ChrisWeigant.com

Bernie Fell Short In Ohio

[ Posted Thursday, May 12th, 2016 – 17:01 PDT ]

Bernie Sanders, once again, is enjoying a resurgence of attention, after handily winning West Virginia's primary earlier this week. He'll likely pick up Oregon next week, and even has a good shot at Kentucky as well. If he hasn't dropped out by then, he's even got a decent chance to upset Hillary Clinton in the biggest blue state of all, California.

But in the midst of all this optimism for Bernie, the fact remains that he's still very likely to lose the race for the nomination. At the moment, Sanders has won 19 state primary contests, while Clinton has won 23. He'll win more delegates than any populist challenger in the Democratic Party since Teddy Kennedy (if you consider Teddy a populist, that is -- some do, some don't). He'll likely win three times as many delegates as Howard Dean, John Edwards, or Jesse Jackson ever managed -- Sanders already has more delegates than all three of these candidacies combined, in fact. That's impressive, and he'll only build on this total the longer he stays in the race.

But I can't help but keep wondering if things might have been different for Bernie if he had flipped the one state that Republicans always obsess over. If Bernie had won Ohio, could the ultimate outcome have been different?

Here's the map which has been giving rise to these thoughts. It's from Wikipedia (click on it to see their bigger version), and it is a compilation of all those county-level maps we've been watching on all the primary nights so far. Here, county by county, is how the voting has gone for Democrats this year. Bernie's wins, obviously, are colored green.

In general, that's a pretty stunning north/south divide. If you examine things closer, there is also a pronounced urban/rural divide as well (look at New York, for instance, which Hillary won by 16 points, but which is almost solid green outside of New York City).

There are a few caveats worth mentioning, however. Caucus states tend to be overwhelming victories, no matter who wins, and some states (Kansas, notably) don't report data by county. Even so, that's a pretty stark division. Bernie does better the further north you travel. Hillary does better the further south you go. Bernie generally also does better the further west you go.

This division isn't perfect, of course (nothing is). Bernie won Oklahoma, but didn't make any inroads into Texas. Bernie has done very well in the West, but Hillary won Nevada and Arizona. Bernie's biggest early embarrassment was probably losing Massachusetts, which borders his home state of Vermont (and is the biggest prize in New England).

Still, to me the glaring anomaly on that map is Ohio. Early on, Bernie got his biggest boost by surprising everyone by winning Michigan. In this case, Hillary couldn't rack up enough votes in urban areas to beat Bernie's big win in the rural districts. The polls didn't predict it, which left the pundits completely stunned. One week later, five states voted. Hillary won all of them: Florida, Illinois, Missouri, North Carolina, and the bellwether state of Ohio.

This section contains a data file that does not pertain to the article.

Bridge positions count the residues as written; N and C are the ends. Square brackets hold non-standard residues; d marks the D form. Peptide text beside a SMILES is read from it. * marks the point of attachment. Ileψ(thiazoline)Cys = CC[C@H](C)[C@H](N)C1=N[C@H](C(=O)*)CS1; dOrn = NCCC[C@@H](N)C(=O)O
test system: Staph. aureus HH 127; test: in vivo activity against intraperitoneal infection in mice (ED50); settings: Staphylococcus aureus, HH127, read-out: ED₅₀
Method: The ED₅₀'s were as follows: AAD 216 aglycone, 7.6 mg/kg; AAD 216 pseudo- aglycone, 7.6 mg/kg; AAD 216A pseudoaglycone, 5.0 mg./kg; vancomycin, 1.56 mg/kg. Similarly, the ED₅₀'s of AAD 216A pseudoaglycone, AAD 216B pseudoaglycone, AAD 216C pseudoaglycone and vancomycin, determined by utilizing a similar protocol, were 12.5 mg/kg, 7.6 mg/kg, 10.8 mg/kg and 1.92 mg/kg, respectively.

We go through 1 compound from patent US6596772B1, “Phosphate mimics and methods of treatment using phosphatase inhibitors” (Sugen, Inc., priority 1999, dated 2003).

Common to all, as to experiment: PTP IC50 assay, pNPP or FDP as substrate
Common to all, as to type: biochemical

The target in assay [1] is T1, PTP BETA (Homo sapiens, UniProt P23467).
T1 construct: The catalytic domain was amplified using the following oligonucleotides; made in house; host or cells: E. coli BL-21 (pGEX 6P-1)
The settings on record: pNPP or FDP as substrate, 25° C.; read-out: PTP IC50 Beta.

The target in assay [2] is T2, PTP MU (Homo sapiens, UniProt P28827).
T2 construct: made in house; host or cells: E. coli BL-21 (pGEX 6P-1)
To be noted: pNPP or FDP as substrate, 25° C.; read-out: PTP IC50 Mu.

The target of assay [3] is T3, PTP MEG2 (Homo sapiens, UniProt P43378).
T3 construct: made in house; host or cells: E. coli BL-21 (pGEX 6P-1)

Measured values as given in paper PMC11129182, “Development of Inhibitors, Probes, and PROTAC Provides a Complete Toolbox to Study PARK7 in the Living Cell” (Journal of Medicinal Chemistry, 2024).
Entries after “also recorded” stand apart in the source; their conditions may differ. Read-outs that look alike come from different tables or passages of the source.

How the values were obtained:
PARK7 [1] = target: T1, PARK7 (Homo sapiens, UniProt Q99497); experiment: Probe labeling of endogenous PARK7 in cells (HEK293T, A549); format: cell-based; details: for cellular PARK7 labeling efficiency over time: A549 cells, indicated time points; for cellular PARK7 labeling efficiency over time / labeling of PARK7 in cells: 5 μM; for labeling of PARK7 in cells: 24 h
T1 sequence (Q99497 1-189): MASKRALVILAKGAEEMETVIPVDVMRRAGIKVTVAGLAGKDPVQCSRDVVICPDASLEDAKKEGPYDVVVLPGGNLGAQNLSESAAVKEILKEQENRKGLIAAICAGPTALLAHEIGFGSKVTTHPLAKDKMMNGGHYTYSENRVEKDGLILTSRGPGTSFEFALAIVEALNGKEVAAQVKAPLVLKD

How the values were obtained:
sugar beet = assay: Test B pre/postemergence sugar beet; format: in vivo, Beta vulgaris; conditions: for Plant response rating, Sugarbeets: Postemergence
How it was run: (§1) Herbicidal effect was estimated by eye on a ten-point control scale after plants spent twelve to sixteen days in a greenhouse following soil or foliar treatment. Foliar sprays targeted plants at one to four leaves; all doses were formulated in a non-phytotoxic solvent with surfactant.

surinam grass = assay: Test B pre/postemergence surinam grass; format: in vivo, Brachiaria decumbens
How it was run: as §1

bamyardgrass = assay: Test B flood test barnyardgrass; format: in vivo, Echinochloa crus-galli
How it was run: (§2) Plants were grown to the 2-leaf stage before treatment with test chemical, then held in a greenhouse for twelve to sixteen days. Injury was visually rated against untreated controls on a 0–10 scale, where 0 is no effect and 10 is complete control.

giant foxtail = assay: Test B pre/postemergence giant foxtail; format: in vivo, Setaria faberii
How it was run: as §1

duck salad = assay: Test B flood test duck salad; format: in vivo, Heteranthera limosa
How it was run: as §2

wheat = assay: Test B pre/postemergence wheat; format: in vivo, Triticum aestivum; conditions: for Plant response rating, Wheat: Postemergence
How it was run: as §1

But while Hillary had healthy margins in Florida and North Carolina, Illinois was very close and her margin in Missouri was razor-thin (around 1,500 votes out of over 600,000 cast). But the state everyone was watching the closest was Ohio. Michigan and Ohio are similar in demographic makeup and their economies are both still heavily invested in the auto industry. So the big question was whether Bernie's appeal in Michigan could spill over into Ohio.

Looking at the map, it obviously didn't. Hillary not only won by 13 points (56-43), she also managed to win just about every county. She won almost all the rural counties as well as the coal country counties in the southeast of the state.

Which brings me to this article's premise. Of course (to get all the metaphors out of the way, up front), playing "woulda, coulda, shoulda" is always easy, since it is nothing more than Monday-morning quarterbacking, with perfect 20-20 hindsight vision. Yadda, yadda, yadda. I get it.

But suppose there had been two (or even three) weeks between Michigan and Ohio. What could Bernie have done with enough time and a big Michigan victory in his sails? Since that time, Bernie has chalked up impressive victories in neighboring Indiana and West Virginia. The Illinois map looks similar, and to a lesser extent so does Pennsylvania.

In politics (as in most things), nothing succeeds like success. If Bernie Sanders had been able to effectively make the case that he was the better candidate to take on the Republicans in the fall, and that he had a better plan for taking the country forward, Michigan might have been the start of a bigger wave of support than the one he's seen recently. Plainly put, people like to vote for a winner. If a candidate is seen as having a better chance of winning, it's easier to vote for him or her. "Waves" do happen among the voting public, and sometimes they develop in the final few days before an election (ask any pollster, they'll tell you).